Welcome to Wednesday and "Tales From the Script." In the spirit of our Nano theme this week we'll look at "The Croods." What's the tie in? When I finished Nano, I watched it.
I suppose I should have written on "Water for Elephants" but I haven't read the book, seen the movie, or even read the script. Why "Water for Elephants?" The novel began as a Nano entry.
Enough about would've, could've, and pachyderms. On with “The Croods.” (A DreamWorks Animation production about a family of Cavemen who make a road trip with cute animals.) (Nicholas Cage voices the lead and was very(!) good.)
First off, let me say that I was surprised by this film. It was not what I was expecting (do NOT read unpredictable). There were a lot of things they did right and the script still made me laugh out loud even though I had just watched the movie and was late because the trains were all messed up. I actually decided, as I finished the last page while pulling into my station, that universe conspired to make the entire rail system of Northern Virginia malfunction just to give me time to finish it. Sorry everyone.
If you watch animated films or have children/grandchildren, you will most likely enjoy “The Croods.” Spoilers follow so if you don't want to know the ending before you've watched the first five minutes of the movie, see you tomorrow for Must See TV Thursdays.
Problems first, because there were only two and I don't want to end on a negative. The first problem was the introduction. It took far too long to get to the story because they introduced the family twice. Once in an extended voice over title sequence, and then again when the Croods actually come out of their cave for breakfast. One or the other, please, but not both. By the time Eep (teenage daughter) is sneaking out, we're sick of setup. I was, anyway. The other issue was how predictable the story was. There was never any suspense, or question about what was going to happen. But it was a kid’s movie so they haven't seen the formula a hundred billion times and I'm sure that the Macawnavore is plenty suspenseful for younger tykes.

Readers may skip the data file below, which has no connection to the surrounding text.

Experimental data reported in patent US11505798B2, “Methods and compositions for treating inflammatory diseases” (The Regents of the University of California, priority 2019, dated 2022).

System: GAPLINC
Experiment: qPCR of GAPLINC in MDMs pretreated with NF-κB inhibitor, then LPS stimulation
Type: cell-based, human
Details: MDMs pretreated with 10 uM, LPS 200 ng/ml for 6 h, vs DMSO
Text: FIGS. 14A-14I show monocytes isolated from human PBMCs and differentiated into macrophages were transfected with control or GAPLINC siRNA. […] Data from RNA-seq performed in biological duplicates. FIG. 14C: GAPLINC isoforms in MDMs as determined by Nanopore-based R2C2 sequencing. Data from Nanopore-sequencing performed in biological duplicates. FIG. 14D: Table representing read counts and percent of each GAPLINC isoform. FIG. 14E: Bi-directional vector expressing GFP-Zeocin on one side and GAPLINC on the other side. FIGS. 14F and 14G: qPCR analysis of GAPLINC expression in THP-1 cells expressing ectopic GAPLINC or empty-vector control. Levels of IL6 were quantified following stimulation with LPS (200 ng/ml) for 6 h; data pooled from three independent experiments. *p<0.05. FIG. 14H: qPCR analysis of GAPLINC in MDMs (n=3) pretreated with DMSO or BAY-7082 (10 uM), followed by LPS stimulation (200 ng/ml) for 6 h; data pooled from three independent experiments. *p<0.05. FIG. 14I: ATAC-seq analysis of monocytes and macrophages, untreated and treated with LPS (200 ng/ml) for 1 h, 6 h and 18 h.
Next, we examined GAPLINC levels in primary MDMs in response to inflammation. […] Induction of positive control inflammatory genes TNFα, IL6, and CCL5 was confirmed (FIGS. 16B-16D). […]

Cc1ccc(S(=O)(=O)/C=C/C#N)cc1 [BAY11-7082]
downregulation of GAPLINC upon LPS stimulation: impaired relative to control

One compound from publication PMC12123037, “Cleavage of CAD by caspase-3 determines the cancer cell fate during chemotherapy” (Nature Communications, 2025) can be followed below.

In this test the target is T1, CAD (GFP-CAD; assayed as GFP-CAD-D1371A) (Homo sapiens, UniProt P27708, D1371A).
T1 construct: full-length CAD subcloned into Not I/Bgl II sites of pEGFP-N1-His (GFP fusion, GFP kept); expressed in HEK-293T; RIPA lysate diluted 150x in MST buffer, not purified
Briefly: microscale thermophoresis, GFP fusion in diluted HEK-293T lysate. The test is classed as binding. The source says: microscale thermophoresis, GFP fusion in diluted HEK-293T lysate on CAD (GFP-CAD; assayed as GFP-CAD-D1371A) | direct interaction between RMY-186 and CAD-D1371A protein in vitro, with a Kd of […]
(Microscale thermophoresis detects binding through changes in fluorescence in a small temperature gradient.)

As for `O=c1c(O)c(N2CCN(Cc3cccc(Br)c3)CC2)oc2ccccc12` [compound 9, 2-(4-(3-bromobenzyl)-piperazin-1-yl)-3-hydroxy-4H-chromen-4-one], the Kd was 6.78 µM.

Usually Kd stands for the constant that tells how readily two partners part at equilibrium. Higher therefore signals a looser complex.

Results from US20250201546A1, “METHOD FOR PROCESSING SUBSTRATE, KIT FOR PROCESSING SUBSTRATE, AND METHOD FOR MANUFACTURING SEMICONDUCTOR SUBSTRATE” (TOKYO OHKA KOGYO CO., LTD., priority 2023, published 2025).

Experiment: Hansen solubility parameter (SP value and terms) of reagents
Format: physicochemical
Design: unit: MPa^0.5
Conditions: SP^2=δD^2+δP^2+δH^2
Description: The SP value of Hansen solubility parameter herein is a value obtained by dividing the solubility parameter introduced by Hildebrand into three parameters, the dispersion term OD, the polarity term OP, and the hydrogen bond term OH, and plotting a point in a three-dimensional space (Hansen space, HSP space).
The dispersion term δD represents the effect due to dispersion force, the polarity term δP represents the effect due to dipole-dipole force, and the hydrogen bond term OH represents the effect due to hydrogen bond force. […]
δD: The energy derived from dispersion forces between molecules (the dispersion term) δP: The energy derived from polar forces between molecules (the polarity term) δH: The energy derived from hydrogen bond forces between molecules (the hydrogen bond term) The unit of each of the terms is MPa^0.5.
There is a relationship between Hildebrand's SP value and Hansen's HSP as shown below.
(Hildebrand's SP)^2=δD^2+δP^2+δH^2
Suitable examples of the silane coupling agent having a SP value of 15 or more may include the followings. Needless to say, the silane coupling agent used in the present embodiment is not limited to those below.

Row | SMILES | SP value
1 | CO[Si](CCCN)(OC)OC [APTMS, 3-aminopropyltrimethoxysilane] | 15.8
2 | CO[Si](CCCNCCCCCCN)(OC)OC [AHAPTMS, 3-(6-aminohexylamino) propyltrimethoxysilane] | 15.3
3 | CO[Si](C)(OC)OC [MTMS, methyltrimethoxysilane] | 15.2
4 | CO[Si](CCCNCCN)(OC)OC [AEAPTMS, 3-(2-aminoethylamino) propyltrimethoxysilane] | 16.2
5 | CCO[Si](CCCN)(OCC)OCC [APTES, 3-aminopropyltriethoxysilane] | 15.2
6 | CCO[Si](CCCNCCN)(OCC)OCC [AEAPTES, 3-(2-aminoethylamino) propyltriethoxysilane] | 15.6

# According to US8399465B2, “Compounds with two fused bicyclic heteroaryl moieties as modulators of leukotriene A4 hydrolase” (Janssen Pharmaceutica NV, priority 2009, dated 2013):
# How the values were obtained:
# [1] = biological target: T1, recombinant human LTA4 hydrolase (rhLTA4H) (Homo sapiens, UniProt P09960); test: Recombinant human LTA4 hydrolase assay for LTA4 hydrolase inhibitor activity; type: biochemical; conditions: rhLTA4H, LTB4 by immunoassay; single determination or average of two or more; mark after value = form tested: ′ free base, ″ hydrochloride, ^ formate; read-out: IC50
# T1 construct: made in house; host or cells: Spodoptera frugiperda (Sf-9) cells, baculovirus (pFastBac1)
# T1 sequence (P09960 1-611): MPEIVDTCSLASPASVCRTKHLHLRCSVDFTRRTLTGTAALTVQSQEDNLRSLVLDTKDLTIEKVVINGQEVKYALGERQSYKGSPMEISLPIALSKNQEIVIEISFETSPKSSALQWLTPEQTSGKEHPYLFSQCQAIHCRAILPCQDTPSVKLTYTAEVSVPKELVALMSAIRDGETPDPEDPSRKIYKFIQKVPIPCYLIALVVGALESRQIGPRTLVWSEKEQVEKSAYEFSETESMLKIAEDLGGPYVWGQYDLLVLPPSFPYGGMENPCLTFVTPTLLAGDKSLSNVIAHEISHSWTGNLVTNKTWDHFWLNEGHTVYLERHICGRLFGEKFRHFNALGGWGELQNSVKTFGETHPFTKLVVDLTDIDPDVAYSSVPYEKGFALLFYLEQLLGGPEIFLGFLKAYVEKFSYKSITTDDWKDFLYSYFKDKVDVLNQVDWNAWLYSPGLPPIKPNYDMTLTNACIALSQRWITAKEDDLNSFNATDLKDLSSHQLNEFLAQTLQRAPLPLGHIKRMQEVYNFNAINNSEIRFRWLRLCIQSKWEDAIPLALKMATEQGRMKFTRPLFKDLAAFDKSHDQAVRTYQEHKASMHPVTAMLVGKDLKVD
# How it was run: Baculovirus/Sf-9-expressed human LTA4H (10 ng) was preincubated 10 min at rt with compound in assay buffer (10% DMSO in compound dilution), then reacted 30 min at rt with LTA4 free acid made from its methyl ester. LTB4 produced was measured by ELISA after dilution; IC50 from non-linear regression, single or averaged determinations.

The good? I'll start with the obvious. The Crood family is not crude. They love each other very much and it shows. There's lots of familial bantering but it isn't offensive and they never took the low, easy road for a quick laugh. The characters are distinct and consistent, but stereotyped too. Again, however, I think it plays to the younger audience and in one scene they actually poke fun at the typecasting when the jock says to the nerd, "Ideas are for weaklings."
The humor is steady throughout the entire 91 pages of the script. It establishes early on that the story is more "Flintstones" than "Clan of the Cave Bear." Boulders crash, animals eat people and spit them out, grannies are tossed in the air, and silly things just sort of happen -- but it's all funny and doesn't get old 45 minutes in. It also doesn't dry up for the last 5 minutes. It’s probably the most impressive feat of the authors.
The script was an easy read but again I was struck by the double introduction of the family. Everything of importance happens after "The... End" - da daah daaaaaahhhh. Let's get there faster. This script was the closest to the actual finished movie that I've read.
The script is clear. I've been told to focus on “clarity over poetry” in my screenwriting and The Croods nailed that. There are paragraphs that are on-the-nose clear about who is doing exactly what, hardly a single pronoun. But it didn't matter, the story was... clear.
This was not the best movie ever. It was not my favorite animated film. But it was better than “Monsters University” and I certainly won't mind seeing it again. Or listening to the stellar voice acting and witty dialogue in the car, stuck in traffic, refusing to quit driving just because it's taking forever, while my children watch it in the back.